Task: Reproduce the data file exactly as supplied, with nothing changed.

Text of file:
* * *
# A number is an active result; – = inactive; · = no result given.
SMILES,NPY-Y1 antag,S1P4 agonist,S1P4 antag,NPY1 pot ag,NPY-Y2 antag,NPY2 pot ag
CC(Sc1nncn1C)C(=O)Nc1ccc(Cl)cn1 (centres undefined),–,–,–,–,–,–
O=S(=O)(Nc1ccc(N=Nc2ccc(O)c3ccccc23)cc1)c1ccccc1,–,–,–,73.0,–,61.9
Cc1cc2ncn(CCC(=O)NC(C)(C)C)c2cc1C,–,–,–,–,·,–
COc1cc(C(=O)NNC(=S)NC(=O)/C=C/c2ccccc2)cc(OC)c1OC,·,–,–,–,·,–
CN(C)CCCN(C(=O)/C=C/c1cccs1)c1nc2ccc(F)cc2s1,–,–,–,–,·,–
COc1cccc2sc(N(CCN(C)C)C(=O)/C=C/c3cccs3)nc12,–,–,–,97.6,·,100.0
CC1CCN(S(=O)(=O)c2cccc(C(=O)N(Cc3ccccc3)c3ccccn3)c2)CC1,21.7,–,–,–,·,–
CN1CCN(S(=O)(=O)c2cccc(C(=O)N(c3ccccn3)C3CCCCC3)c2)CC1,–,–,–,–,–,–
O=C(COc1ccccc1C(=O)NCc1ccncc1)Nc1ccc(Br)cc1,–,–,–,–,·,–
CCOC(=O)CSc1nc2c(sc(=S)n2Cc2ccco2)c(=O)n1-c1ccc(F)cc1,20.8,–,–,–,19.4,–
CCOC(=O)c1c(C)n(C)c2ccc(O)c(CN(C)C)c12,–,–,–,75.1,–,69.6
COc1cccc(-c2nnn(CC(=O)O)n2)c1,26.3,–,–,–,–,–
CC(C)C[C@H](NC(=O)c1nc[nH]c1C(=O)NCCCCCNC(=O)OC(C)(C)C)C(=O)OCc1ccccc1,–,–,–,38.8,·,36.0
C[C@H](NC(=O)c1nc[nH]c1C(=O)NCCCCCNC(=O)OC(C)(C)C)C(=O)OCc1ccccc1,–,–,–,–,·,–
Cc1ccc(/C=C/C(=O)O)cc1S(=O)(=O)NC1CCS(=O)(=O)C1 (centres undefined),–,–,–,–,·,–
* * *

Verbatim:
# A number is an active result; – = inactive; · = no result given.
SMILES,NPY-Y1 antag,S1P4 agonist,S1P4 antag,NPY1 pot ag,NPY-Y2 antag,NPY2 pot ag
CC(Sc1nncn1C)C(=O)Nc1ccc(Cl)cn1 (centres undefined),–,–,–,–,–,–
O=S(=O)(Nc1ccc(N=Nc2ccc(O)c3ccccc23)cc1)c1ccccc1,–,–,–,73.0,–,61.9
Cc1cc2ncn(CCC(=O)NC(C)(C)C)c2cc1C,–,–,–,–,·,–
COc1cc(C(=O)NNC(=S)NC(=O)/C=C/c2ccccc2)cc(OC)c1OC,·,–,–,–,·,–
CN(C)CCCN(C(=O)/C=C/c1cccs1)c1nc2ccc(F)cc2s1,–,–,–,–,·,–
COc1cccc2sc(N(CCN(C)C)C(=O)/C=C/c3cccs3)nc12,–,–,–,97.6,·,100.0
CC1CCN(S(=O)(=O)c2cccc(C(=O)N(Cc3ccccc3)c3ccccn3)c2)CC1,21.7,–,–,–,·,–
CN1CCN(S(=O)(=O)c2cccc(C(=O)N(c3ccccn3)C3CCCCC3)c2)CC1,–,–,–,–,–,–
O=C(COc1ccccc1C(=O)NCc1ccncc1)Nc1ccc(Br)cc1,–,–,–,–,·,–
CCOC(=O)CSc1nc2c(sc(=S)n2Cc2ccco2)c(=O)n1-c1ccc(F)cc1,20.8,–,–,–,19.4,–
CCOC(=O)c1c(C)n(C)c2ccc(O)c(CN(C)C)c12,–,–,–,75.1,–,69.6
COc1cccc(-c2nnn(CC(=O)O)n2)c1,26.3,–,–,–,–,–
CC(C)C[C@H](NC(=O)c1nc[nH]c1C(=O)NCCCCCNC(=O)OC(C)(C)C)C(=O)OCc1ccccc1,–,–,–,38.8,·,36.0
C[C@H](NC(=O)c1nc[nH]c1C(=O)NCCCCCNC(=O)OC(C)(C)C)C(=O)OCc1ccccc1,–,–,–,–,·,–
Cc1ccc(/C=C/C(=O)O)cc1S(=O)(=O)NC1CCS(=O)(=O)C1 (centres undefined),–,–,–,–,·,–